In the latest issue:

Botanic Macaroni

Steven Shapin

What made the Vikings tick?

Tom Shippey

In the Lab

Rupert Beale

Will there be a Brexit deal?

Anand Menon

Short Cuts: Under New Management

Rory Scothorne

Out-Tissoted

Bridget Alsdorf

Sarah Moss

Blake Morrison

Poem: ‘Country Music’

Ange Mlinko

On the Trail of Garibaldi

Tim Parks

Art Lessons

Peter Campbell

You’ll like it when you get there

Tom Crewe

Early Kermode

Stefan Collini

‘The Vanishing Half’

Joanna Biggs

At the Movies: ‘The Truth’

Michael Wood

The Suitcase: Part Two

Frances Stonor Saunders

Poem: ‘Siri U’

Jorie Graham

Diary: Getting into Esports

John Lanchester

Close
Close

They can’t get enough of the indecent
toy skeletons in copulo every which way,
the perpetual action heroes, the cast-off clothes
with writing on them, the mufla

and vulcanizadora shops, the girls in bathtub jeans
from no label they ever heard of,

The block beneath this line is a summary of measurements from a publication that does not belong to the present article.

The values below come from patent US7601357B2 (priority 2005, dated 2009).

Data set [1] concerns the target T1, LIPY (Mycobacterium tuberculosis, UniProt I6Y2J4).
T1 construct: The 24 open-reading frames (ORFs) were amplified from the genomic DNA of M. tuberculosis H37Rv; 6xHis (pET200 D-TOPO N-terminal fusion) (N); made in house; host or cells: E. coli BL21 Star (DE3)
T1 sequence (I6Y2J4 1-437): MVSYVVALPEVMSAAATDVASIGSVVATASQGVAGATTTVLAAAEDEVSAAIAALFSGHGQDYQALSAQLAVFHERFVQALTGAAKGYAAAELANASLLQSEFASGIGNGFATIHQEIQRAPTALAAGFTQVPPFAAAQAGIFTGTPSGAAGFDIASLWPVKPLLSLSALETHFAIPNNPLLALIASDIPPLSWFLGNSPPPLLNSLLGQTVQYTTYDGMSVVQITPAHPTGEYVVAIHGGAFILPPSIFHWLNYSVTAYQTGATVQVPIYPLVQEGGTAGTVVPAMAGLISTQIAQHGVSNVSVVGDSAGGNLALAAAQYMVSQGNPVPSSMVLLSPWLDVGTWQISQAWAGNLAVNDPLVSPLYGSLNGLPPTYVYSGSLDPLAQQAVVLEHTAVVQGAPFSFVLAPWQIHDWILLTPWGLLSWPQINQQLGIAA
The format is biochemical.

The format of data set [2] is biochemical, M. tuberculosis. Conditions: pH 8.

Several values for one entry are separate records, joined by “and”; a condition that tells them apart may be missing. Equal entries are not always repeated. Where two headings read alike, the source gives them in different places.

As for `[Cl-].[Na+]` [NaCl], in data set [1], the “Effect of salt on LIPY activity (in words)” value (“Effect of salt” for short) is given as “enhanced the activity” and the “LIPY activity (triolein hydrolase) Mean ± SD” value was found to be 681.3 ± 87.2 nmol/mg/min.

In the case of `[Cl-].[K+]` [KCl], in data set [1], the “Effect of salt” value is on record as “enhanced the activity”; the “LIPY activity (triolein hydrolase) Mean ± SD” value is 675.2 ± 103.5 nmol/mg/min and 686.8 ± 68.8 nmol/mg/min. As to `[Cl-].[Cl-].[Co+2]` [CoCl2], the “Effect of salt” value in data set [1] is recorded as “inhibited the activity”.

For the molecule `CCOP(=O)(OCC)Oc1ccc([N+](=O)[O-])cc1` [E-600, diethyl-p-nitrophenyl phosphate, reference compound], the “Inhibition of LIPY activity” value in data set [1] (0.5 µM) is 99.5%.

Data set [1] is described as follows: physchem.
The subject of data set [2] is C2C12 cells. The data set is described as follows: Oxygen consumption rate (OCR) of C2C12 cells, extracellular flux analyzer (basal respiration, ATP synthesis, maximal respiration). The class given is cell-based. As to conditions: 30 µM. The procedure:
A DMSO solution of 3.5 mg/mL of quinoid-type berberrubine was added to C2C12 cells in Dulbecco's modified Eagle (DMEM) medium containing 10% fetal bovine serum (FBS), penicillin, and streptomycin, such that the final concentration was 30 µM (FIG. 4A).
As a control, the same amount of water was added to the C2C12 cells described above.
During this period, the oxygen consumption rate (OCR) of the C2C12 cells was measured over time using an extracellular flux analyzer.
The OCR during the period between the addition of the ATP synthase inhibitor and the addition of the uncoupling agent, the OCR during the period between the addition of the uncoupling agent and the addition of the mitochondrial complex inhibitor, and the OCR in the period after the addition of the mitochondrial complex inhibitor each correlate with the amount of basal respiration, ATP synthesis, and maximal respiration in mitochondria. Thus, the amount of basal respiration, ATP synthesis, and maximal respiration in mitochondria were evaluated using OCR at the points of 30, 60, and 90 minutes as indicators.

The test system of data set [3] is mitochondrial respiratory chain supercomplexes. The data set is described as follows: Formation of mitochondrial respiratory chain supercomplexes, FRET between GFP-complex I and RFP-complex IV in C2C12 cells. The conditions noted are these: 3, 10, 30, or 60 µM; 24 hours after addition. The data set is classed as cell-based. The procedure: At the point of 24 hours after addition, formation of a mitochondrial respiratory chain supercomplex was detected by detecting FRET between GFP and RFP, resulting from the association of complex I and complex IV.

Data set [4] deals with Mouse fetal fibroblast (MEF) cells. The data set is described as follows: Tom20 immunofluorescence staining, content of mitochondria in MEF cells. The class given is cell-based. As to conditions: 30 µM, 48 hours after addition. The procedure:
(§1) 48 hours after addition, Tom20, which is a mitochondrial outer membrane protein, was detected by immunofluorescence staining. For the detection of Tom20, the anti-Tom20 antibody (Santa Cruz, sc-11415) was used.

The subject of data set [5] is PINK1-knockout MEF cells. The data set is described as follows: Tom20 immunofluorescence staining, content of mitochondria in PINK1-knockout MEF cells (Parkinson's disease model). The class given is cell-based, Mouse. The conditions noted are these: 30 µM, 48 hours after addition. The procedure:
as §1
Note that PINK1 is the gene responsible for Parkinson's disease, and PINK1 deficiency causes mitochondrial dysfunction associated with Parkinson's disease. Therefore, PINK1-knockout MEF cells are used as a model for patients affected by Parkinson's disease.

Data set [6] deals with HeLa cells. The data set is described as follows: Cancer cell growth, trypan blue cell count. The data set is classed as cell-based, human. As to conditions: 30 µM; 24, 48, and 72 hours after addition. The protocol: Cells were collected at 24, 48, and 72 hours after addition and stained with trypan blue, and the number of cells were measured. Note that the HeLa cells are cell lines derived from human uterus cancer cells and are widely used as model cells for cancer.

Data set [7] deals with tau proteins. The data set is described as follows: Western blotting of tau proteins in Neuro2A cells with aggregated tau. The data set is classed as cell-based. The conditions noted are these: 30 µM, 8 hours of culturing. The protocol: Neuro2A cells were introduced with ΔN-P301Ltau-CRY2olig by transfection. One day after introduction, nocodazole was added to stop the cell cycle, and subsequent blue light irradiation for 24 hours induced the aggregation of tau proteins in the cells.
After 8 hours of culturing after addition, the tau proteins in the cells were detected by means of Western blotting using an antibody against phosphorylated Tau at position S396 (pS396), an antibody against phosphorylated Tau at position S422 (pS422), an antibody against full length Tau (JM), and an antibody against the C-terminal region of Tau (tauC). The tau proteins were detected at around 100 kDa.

no film without Schwarzenegger or Willis,
wrought iron and tin mirrors, sad tenor crooners

over brass, caja de ahorros (chamber of horrors),
joyerias (brothels), the prettier the place
the uglier the music, the men growing more and more
like themselves, the women more and more like the men,

an orange balancing on an orange
balancing on an orange, no dry stick poking
out of the ground without a flower, and those
flagrant skeletons – like there’s no tomorrow.

– The water deepens to iodine from brown.

What is there to wait for? The gulls to get bored
of their bouncy slick offshore. The sun to break through the qwerty clouds.
The entire coast to make more hag-stones, amber, jellyfish.
The sand martins to file themselves away in their cliffside tenements.
Or the cropped blonde to come back along the beach
with her mystery rucksack and impenetrable wraparounds,
her superbly articulated deltoids under the black wife-beater –

    to iodine from brown.

Send Letters To:

The Editor
London Review of Books,
28 Little Russell Street
London, WC1A 2HN

letters@lrb.co.uk

Please include name, address, and a telephone number.

Read anywhere with the London Review of Books app, available now from the App Store for Apple devices, Google Play for Android devices and Amazon for your Kindle Fire.

Read More

Sign up to our newsletter

For highlights from the latest issue, our archive and the blog, as well as news, events and exclusive promotions.

Newsletter Preferences